c.1300, ceptre, from Old French sceptre (12c.), from Latin sceptrum "royal staff," from Greek skeptron "staff to lean on; royal scepter;" in transferred use, "royalty," from root of skeptein "to prop or stay, lean on." Apparently a cognate with Old English sceaft (see shaft (n.1)). The verb meaning "to furnish with a scepter" is from 1520s.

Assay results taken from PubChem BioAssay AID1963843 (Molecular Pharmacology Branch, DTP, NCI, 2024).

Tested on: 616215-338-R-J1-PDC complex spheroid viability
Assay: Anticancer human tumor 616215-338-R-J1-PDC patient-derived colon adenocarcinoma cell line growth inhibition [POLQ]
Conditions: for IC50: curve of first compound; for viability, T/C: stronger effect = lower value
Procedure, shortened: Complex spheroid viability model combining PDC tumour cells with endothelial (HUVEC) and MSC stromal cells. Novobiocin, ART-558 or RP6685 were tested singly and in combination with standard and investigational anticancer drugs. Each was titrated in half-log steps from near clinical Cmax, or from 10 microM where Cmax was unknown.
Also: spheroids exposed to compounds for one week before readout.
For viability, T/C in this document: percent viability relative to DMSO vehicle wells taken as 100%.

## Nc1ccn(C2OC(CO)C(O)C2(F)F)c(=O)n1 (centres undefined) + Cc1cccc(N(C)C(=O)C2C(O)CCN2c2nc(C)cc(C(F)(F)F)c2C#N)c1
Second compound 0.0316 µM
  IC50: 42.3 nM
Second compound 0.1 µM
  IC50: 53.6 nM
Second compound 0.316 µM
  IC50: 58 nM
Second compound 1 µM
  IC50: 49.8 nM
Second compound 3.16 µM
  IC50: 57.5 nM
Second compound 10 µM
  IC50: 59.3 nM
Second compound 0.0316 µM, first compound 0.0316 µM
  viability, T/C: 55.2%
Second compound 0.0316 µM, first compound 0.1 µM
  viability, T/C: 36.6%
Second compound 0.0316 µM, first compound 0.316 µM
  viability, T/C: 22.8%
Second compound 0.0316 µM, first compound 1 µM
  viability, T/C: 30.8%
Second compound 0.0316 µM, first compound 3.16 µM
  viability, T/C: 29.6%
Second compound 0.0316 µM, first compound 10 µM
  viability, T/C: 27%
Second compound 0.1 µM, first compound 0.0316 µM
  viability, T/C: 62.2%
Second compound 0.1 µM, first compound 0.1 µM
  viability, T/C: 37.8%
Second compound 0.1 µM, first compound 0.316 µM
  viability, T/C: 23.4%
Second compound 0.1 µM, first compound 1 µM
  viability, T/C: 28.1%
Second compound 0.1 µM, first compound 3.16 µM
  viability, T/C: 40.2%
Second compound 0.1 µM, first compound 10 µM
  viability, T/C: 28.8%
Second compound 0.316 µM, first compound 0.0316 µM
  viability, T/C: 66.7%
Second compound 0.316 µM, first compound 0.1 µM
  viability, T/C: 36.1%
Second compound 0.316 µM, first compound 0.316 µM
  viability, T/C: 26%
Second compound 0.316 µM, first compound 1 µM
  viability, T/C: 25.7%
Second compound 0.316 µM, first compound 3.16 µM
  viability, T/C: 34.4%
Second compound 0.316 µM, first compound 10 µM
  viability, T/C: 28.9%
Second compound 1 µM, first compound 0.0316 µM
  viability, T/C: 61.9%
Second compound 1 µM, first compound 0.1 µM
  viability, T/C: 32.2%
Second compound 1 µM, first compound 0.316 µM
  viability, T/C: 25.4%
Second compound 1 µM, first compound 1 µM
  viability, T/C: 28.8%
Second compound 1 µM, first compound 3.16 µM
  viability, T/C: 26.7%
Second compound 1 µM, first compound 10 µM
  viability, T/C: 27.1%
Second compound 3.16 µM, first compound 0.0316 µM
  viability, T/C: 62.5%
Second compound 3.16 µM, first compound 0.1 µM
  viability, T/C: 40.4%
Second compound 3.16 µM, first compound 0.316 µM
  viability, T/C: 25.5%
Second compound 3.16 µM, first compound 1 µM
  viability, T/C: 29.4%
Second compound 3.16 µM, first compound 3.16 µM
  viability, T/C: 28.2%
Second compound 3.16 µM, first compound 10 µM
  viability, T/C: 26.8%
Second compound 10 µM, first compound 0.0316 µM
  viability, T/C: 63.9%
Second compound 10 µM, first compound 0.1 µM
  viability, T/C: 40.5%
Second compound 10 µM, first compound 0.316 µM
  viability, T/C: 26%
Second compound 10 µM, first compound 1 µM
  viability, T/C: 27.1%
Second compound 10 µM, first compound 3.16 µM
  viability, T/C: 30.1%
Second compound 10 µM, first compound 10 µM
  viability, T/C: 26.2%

Designing and analysing circuits.
["SCEPTRE: A Computer Program for Circuit and Systems Analysis", J.C. Bowers et al, P-H 1971].
(Heb. shebet = Gr. skeptron), properly a staff or rod. As a symbol of authority, the use of the sceptre originated in the idea that the ruler was as a shepherd of his people (Gen. 49:10; Num. 24:17; Ps. 45:6; Isa. 14:5). There is no example on record of a sceptre having ever been actually handled by a Jewish king.